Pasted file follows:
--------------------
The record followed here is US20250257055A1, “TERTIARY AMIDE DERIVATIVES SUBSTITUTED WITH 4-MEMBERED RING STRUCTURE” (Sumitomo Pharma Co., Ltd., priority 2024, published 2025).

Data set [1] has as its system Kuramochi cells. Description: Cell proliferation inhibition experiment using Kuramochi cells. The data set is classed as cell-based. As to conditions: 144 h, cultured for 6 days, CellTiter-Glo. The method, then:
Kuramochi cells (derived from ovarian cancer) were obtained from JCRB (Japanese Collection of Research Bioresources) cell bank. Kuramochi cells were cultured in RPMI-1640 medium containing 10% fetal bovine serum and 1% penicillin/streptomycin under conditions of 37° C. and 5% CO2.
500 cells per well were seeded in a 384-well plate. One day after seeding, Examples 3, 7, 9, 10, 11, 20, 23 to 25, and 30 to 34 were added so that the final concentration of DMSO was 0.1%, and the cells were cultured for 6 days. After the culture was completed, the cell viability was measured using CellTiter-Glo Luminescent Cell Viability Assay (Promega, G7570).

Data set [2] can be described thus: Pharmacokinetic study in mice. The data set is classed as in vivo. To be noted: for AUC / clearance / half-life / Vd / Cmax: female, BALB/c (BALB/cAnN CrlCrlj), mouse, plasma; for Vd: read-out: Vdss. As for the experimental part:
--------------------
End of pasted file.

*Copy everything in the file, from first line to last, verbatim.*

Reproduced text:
The record followed here is US20250257055A1, “TERTIARY AMIDE DERIVATIVES SUBSTITUTED WITH 4-MEMBERED RING STRUCTURE” (Sumitomo Pharma Co., Ltd., priority 2024, published 2025).

Data set [1] has as its system Kuramochi cells. Description: Cell proliferation inhibition experiment using Kuramochi cells. The data set is classed as cell-based. As to conditions: 144 h, cultured for 6 days, CellTiter-Glo. The method, then:
Kuramochi cells (derived from ovarian cancer) were obtained from JCRB (Japanese Collection of Research Bioresources) cell bank. Kuramochi cells were cultured in RPMI-1640 medium containing 10% fetal bovine serum and 1% penicillin/streptomycin under conditions of 37° C. and 5% CO2.
500 cells per well were seeded in a 384-well plate. One day after seeding, Examples 3, 7, 9, 10, 11, 20, 23 to 25, and 30 to 34 were added so that the final concentration of DMSO was 0.1%, and the cells were cultured for 6 days. After the culture was completed, the cell viability was measured using CellTiter-Glo Luminescent Cell Viability Assay (Promega, G7570).

Data set [2] can be described thus: Pharmacokinetic study in mice. The data set is classed as in vivo. To be noted: for AUC / clearance / half-life / Vd / Cmax: female, BALB/c (BALB/cAnN CrlCrlj), mouse, plasma; for Vd: read-out: Vdss. As for the experimental part: